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Which messages are consistent with this theme over time? Which statements aren’t aligning with what they’re really trying to tell me? How should I interpret their words and body language?

Suppose we want to break things down even further. In that case, one must understand that body language is usually a subconscious event, meaning that we rarely think about our body language. This happens because our brain’s primary focus is to string together words and phrases for verbal communication, which usually requires a higher level of processing. This doesn’t mean that body language will always tell the truth, but it does provide clues to help us weigh information, which can be pretty beneficial in the long run.

Actively interpreting body language can provide you with an edge in your communication skills. It can also be used as a tool to connect with the individual you are speaking to. This process is deeply ingrained into our human fabric and utilizes similar methods babies use while learning new skills from their parents’ traits during the early years of development.

Mirroring a person’s posture or stance can create a subtle bond, facilitating a sense of feeling like one another. This process is triggered via the activation of specific brain regions through the stimulation of specialized neurons called mirror neurons.[5] These particular neurons become activated while watching an individual engage in an activity or task, facilitating learning, queuing, and understanding. They also allow the person watching an action to become more efficient at physically executing the action, creating changes in the brain, and altering the overall structure of the brain to enhance output for that chosen activity.

Listening with intention can make you understand your colleague, and when paired together with mirroring body language, you can make your colleague feel like you two are alike. This simple trick can facilitate a greater bond of understanding and communication within all aspects of the conversation.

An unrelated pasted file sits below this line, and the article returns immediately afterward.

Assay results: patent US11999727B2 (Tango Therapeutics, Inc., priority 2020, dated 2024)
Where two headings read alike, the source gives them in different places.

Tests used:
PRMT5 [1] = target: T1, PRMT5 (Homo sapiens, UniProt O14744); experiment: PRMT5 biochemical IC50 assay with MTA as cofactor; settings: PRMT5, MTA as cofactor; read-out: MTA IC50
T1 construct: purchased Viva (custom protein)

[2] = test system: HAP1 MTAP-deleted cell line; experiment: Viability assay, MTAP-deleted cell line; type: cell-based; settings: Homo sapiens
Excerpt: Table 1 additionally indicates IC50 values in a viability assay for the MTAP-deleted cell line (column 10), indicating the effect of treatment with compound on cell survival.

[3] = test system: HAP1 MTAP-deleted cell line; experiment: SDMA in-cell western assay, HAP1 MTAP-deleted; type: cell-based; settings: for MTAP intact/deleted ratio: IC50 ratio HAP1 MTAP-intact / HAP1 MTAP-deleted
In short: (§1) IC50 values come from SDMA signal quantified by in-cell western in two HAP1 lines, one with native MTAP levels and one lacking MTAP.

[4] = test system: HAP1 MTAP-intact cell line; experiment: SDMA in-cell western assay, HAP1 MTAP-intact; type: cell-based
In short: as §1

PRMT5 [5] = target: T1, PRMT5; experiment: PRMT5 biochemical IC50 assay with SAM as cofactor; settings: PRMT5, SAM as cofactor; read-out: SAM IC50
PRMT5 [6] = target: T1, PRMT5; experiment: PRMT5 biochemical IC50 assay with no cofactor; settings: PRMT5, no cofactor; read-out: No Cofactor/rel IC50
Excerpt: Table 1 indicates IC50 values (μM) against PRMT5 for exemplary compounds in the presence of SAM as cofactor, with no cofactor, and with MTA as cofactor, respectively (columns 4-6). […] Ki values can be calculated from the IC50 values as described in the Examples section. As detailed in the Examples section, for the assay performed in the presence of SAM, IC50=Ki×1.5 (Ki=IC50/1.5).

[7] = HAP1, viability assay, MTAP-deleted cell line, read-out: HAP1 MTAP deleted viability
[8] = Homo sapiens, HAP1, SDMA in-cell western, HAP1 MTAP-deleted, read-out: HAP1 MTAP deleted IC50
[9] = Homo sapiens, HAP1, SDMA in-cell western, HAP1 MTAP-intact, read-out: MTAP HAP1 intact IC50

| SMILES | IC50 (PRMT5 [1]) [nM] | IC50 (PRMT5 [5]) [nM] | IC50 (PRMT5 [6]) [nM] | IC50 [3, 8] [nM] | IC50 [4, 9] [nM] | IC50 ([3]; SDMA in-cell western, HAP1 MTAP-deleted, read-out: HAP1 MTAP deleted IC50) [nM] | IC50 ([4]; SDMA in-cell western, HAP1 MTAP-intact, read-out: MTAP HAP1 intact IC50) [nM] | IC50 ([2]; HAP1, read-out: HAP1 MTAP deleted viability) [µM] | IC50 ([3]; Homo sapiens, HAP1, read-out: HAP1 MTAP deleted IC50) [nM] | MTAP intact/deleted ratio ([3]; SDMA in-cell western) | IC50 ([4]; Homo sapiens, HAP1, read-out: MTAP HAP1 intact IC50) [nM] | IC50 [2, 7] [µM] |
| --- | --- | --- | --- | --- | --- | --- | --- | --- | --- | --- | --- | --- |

Eliminate All Distractions, Once and for All

As Jim Rohn says, “What is easy to do is also easy not to do.” And this is an underlying principle that will carry through in all aspects of communication. Distractions are a surefire way to ensure a lack of understanding or interpretation of a conversation, which in turn, will create inefficiencies and a poor foundation for communication.

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This should come as no surprise, especially in this day in age where people are constantly distracted by social media, text messaging, and endlessly checking their emails. We’re stuck in a cultural norm that has hijacked our love for the addictive dopamine rush and altered our ability to truly focus our efforts on the task at hand. And these distractions aren’t just distractions for the time they’re being used. They use up coveted brainpower and central processes that secondarily delay our ability to get back on track.

Gloria Mark, a researcher at UC Irvine, discovered that it takes an average of 23 minutes and 15 seconds for our brains to reach their peak state of focus after an interruption.[6] Yes, you read that correctly—distractions are costly, error-prone, and yield little to no benefit outside of a bump to the ego when receiving a new like on your social media profile.

Meetings should implement a no-phone policy, video conference calls should be set on their own browser with no other tabs open, and all updates, notifications, and email prompt should be immediately turned off, if possible, to eliminate all distractions during a meeting.

These are just a few examples of how we can optimize our environment to facilitate the highest levels of communication within the workplace.

Actions Speak Louder Than Words

Effective communication in the workplace doesn’t have to be challenging, but it does have to be intentional. Knowledge can only take us so far, but once again, knowing something is very different than putting it into action.

Just like riding a bike, the more often you do it, the easier it becomes. Master communicators are phenomenal listeners, which allows them to be effective communicators in the workplace and in life. If you genuinely want to own your communication, you must implement this information today and learn how to improve your listening skills.

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Choose your words carefully, listen intently, and most of all, be present in the moment—because that’s what master communicators do, and you can do it, too!

More Tips Improving Listening Skills

Featured photo credit: Mailchimp via unsplash.com